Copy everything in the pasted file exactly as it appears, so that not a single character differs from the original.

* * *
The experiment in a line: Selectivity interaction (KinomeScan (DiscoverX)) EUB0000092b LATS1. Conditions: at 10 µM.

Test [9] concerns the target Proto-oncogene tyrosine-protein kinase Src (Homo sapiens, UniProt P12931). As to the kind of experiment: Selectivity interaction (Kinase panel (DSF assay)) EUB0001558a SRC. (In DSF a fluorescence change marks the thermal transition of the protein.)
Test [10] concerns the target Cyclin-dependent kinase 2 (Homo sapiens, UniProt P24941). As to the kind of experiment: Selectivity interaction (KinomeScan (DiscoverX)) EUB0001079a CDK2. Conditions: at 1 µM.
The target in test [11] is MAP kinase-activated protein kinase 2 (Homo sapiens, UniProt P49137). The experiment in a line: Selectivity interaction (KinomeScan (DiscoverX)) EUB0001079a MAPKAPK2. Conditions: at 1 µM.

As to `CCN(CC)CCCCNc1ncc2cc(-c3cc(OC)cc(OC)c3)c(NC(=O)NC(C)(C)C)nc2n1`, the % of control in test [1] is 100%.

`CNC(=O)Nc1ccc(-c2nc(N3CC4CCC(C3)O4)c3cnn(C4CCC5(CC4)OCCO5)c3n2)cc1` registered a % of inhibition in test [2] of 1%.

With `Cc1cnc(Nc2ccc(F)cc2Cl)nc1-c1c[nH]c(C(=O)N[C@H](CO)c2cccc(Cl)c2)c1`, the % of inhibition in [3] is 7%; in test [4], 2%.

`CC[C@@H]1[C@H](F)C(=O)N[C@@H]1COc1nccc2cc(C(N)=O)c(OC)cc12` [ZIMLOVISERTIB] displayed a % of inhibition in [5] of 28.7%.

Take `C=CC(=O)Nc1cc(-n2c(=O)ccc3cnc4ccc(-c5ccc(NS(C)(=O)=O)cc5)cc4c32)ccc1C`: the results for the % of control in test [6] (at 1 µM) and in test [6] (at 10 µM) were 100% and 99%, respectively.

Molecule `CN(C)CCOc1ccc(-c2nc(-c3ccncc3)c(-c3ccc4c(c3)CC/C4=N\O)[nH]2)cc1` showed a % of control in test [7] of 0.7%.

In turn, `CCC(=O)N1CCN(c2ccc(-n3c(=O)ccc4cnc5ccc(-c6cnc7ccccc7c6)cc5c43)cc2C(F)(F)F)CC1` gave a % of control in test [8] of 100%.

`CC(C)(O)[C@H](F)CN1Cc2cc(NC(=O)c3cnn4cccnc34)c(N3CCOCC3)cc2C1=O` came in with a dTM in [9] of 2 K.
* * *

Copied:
The experiment in a line: Selectivity interaction (KinomeScan (DiscoverX)) EUB0000092b LATS1. Conditions: at 10 µM.

Test [9] concerns the target Proto-oncogene tyrosine-protein kinase Src (Homo sapiens, UniProt P12931). As to the kind of experiment: Selectivity interaction (Kinase panel (DSF assay)) EUB0001558a SRC. (In DSF a fluorescence change marks the thermal transition of the protein.)
Test [10] concerns the target Cyclin-dependent kinase 2 (Homo sapiens, UniProt P24941). As to the kind of experiment: Selectivity interaction (KinomeScan (DiscoverX)) EUB0001079a CDK2. Conditions: at 1 µM.
The target in test [11] is MAP kinase-activated protein kinase 2 (Homo sapiens, UniProt P49137). The experiment in a line: Selectivity interaction (KinomeScan (DiscoverX)) EUB0001079a MAPKAPK2. Conditions: at 1 µM.

As to `CCN(CC)CCCCNc1ncc2cc(-c3cc(OC)cc(OC)c3)c(NC(=O)NC(C)(C)C)nc2n1`, the % of control in test [1] is 100%.

`CNC(=O)Nc1ccc(-c2nc(N3CC4CCC(C3)O4)c3cnn(C4CCC5(CC4)OCCO5)c3n2)cc1` registered a % of inhibition in test [2] of 1%.

With `Cc1cnc(Nc2ccc(F)cc2Cl)nc1-c1c[nH]c(C(=O)N[C@H](CO)c2cccc(Cl)c2)c1`, the % of inhibition in [3] is 7%; in test [4], 2%.

`CC[C@@H]1[C@H](F)C(=O)N[C@@H]1COc1nccc2cc(C(N)=O)c(OC)cc12` [ZIMLOVISERTIB] displayed a % of inhibition in [5] of 28.7%.

Take `C=CC(=O)Nc1cc(-n2c(=O)ccc3cnc4ccc(-c5ccc(NS(C)(=O)=O)cc5)cc4c32)ccc1C`: the results for the % of control in test [6] (at 1 µM) and in test [6] (at 10 µM) were 100% and 99%, respectively.

Molecule `CN(C)CCOc1ccc(-c2nc(-c3ccncc3)c(-c3ccc4c(c3)CC/C4=N\O)[nH]2)cc1` showed a % of control in test [7] of 0.7%.

In turn, `CCC(=O)N1CCN(c2ccc(-n3c(=O)ccc4cnc5ccc(-c6cnc7ccccc7c6)cc5c43)cc2C(F)(F)F)CC1` gave a % of control in test [8] of 100%.

`CC(C)(O)[C@H](F)CN1Cc2cc(NC(=O)c3cnn4cccnc34)c(N3CCOCC3)cc2C1=O` came in with a dTM in [9] of 2 K.